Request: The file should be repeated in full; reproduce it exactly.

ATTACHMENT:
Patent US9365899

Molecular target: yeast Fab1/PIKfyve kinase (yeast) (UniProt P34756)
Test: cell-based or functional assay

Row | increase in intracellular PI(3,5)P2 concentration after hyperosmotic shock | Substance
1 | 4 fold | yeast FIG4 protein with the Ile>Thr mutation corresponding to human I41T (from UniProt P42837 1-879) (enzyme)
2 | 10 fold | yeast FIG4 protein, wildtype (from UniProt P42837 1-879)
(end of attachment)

Patent US9365899

Molecular target: yeast Fab1/PIKfyve kinase (yeast) (UniProt P34756)
Test: cell-based or functional assay

Row | increase in intracellular PI(3,5)P2 concentration after hyperosmotic shock | Substance
1 | 4 fold | yeast FIG4 protein with the Ile>Thr mutation corresponding to human I41T (from UniProt P42837 1-879) (enzyme)
2 | 10 fold | yeast FIG4 protein, wildtype (from UniProt P42837 1-879)